Is Communism cutting into Capitalism’s market share?

It looks like Capitalism’s 19 year monopoly in the market place of ideology may be getting a little frayed. Communism is beginning to show some signs of life. A German book publisher reports a steady increase in sales of Das Kapital. German publisher Joern Schuetrumpf says he has already sold 1,800 copies this year. In 2005 he sold 500 and 1500 in all of last year.

In business terms, this was inevitable. Since Capitalism is showing some serious weekness in its brand, someone had to step up and fill the void. Because nothing else has stepped up to the plate, consumers turn back to the only competition there wasy. Let me make one thing very clear: Communism is a great idea only if you live in a theoretical world. Communism in the real world did indeed totally suck. Stalin & Mao? All they were good at was murdering millions of their own people. The fall of the Berlin Wall in 1989? A landmark and wonderful event.

But, as Capitalism knows, Capitalism needs competition. It was only a matter of time before the thought-leader suffered the problem of all monopolies and became less and less reliable and responsive. When that happens customers turn elsewhere. I expect Fascism — which has never really gone away — to also gain more market share.

As one of the truly great Marxists — Groucho — put it: “Politics is the art of looking for trouble, finding it, misdiagnosing it, and then misapplying the wrong remedies.”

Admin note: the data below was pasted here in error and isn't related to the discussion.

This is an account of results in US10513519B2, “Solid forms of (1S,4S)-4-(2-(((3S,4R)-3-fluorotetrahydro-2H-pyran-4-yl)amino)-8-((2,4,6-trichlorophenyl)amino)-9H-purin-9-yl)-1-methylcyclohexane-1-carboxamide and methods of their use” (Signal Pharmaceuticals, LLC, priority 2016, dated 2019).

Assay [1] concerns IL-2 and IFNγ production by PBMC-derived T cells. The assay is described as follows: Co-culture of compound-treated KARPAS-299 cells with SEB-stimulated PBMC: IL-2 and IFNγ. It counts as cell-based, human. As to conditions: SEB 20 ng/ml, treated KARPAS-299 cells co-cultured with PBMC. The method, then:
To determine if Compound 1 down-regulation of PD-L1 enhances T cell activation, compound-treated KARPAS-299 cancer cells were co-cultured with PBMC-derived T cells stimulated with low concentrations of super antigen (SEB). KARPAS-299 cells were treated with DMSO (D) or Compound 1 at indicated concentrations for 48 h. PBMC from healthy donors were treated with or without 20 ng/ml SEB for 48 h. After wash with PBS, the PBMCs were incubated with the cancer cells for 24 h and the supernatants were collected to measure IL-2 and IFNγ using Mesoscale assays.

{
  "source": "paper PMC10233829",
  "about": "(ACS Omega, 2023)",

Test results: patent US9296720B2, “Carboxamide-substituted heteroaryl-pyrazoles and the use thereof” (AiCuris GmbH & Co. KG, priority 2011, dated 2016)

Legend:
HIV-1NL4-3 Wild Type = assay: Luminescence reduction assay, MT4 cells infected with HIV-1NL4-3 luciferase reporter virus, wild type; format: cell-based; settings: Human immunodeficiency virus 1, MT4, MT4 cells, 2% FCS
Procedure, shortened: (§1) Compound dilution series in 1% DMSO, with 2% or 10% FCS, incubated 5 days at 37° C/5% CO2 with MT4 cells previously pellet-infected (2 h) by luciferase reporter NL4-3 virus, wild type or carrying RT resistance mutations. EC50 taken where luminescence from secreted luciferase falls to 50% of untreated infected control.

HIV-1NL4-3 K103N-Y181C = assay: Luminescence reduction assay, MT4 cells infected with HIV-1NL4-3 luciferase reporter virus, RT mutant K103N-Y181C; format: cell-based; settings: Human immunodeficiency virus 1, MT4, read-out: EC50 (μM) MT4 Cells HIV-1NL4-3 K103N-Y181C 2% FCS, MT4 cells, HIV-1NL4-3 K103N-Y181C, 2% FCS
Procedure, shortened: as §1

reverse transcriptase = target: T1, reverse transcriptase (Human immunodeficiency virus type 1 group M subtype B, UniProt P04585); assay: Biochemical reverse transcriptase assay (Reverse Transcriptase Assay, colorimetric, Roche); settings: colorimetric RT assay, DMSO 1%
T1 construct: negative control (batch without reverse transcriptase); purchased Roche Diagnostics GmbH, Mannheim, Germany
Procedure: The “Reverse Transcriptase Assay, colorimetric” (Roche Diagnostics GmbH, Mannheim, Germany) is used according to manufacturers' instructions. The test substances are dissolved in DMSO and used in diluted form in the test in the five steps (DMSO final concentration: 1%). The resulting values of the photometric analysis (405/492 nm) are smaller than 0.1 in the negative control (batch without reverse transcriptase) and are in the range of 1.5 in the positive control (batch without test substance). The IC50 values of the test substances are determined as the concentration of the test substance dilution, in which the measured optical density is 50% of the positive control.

Citroen learns genocidal dictators aren’t good advertising

The French car company issued an apology to China because of an ad that ran in Spain featuring Chairman Mao making a face at a hatch-back.

MeowUnder the Biblical quotation “Render unto Caesar the things which are Caesar’s,” the text talked up Citroen’s position as a car sales leader in a bombastic tone. “It’s true, we are leaders, but at Citroen the revolution never stops,” the advertisement said.

The ad drew the ire of people at several Chinese web sites.

Oddly they didn’t object to using Mao’s image because it glorified the person directly responsible for murdering and starving tens of millions of their countrymen — (which is what Citroen should really be apologizing for). No, the quotes ran more to … “Chairman Mao is the symbol of China, and what Citroen did lacks basic respect to China.” Apparently they are just as bad at teaching history in China as they are here in the US.

In case the situation wasn’t ripe with enough irony, the image used in the ad closely resembled the ginormous Mao poster that waves in Tiananmen Square.

Jack Yan has a copy of the original ad at his blog here.

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